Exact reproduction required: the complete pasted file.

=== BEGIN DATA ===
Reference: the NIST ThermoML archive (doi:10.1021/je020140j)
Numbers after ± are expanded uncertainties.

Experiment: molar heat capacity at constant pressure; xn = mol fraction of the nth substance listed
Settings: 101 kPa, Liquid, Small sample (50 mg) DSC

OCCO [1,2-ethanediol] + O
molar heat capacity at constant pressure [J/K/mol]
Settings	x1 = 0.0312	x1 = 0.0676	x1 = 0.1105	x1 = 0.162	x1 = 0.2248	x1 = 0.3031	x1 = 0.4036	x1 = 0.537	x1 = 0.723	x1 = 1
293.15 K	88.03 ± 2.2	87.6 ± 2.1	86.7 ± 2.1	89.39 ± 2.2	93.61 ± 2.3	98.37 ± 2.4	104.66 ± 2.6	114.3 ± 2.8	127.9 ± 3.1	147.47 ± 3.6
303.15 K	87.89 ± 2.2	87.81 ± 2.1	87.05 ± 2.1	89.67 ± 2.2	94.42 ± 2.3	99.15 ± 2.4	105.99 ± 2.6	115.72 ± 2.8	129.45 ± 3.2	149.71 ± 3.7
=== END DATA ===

Reference: the NIST ThermoML archive (doi:10.1021/je020140j)
Numbers after ± are expanded uncertainties.

Experiment: molar heat capacity at constant pressure; xn = mol fraction of the nth substance listed
Settings: 101 kPa, Liquid, Small sample (50 mg) DSC

OCCO [1,2-ethanediol] + O
molar heat capacity at constant pressure [J/K/mol]
Settings	x1 = 0.0312	x1 = 0.0676	x1 = 0.1105	x1 = 0.162	x1 = 0.2248	x1 = 0.3031	x1 = 0.4036	x1 = 0.537	x1 = 0.723	x1 = 1
293.15 K	88.03 ± 2.2	87.6 ± 2.1	86.7 ± 2.1	89.39 ± 2.2	93.61 ± 2.3	98.37 ± 2.4	104.66 ± 2.6	114.3 ± 2.8	127.9 ± 3.1	147.47 ± 3.6
303.15 K	87.89 ± 2.2	87.81 ± 2.1	87.05 ± 2.1	89.67 ± 2.2	94.42 ± 2.3	99.15 ± 2.4	105.99 ± 2.6	115.72 ± 2.8	129.45 ± 3.2	149.71 ± 3.7